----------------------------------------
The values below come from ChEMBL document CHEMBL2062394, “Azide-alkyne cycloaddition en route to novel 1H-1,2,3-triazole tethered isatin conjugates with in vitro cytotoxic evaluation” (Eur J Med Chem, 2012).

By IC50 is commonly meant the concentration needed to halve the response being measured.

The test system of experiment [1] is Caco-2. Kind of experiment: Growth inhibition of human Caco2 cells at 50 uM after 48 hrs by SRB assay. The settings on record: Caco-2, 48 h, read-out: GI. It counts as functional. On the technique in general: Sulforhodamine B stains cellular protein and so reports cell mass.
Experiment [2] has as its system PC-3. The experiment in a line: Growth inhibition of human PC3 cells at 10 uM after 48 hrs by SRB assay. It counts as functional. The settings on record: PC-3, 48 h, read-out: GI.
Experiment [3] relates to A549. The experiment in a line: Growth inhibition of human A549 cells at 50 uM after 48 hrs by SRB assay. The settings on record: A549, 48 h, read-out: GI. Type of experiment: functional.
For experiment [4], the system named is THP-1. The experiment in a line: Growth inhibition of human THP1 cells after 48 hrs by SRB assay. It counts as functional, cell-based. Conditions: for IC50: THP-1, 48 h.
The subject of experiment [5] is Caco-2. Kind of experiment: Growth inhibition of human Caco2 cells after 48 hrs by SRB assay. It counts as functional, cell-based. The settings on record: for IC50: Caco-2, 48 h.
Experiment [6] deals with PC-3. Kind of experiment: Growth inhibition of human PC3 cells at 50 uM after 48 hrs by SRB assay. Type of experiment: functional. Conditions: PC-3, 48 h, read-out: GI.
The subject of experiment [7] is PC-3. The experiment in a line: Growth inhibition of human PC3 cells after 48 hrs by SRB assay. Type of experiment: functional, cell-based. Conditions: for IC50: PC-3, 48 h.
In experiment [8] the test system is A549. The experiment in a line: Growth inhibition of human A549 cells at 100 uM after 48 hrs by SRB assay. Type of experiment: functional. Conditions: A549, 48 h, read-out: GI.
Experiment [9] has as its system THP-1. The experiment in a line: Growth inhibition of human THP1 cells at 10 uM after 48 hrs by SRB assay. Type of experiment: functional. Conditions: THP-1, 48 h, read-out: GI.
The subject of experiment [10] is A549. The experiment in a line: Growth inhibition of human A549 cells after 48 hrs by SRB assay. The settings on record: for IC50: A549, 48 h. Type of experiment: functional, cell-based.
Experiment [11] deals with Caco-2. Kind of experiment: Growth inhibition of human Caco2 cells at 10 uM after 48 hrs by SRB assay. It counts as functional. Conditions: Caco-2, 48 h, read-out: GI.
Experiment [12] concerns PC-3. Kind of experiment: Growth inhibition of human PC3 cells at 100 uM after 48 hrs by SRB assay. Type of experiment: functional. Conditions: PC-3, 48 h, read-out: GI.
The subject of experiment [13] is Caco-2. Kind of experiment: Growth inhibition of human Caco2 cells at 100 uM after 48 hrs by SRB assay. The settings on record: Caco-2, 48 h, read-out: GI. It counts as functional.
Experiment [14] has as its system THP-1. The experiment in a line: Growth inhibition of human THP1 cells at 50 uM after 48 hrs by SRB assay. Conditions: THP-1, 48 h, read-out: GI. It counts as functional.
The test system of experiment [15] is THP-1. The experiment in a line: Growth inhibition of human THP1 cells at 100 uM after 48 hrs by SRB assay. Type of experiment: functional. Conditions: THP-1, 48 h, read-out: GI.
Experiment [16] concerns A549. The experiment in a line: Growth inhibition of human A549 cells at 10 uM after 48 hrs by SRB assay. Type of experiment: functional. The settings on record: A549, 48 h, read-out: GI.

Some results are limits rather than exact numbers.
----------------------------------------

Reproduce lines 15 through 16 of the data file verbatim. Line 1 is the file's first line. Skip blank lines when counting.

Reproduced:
The subject of experiment [13] is Caco-2. Kind of experiment: Growth inhibition of human Caco2 cells at 100 uM after 48 hrs by SRB assay. The settings on record: Caco-2, 48 h, read-out: GI. It counts as functional.
Experiment [14] has as its system THP-1. The experiment in a line: Growth inhibition of human THP1 cells at 50 uM after 48 hrs by SRB assay. Conditions: THP-1, 48 h, read-out: GI. It counts as functional.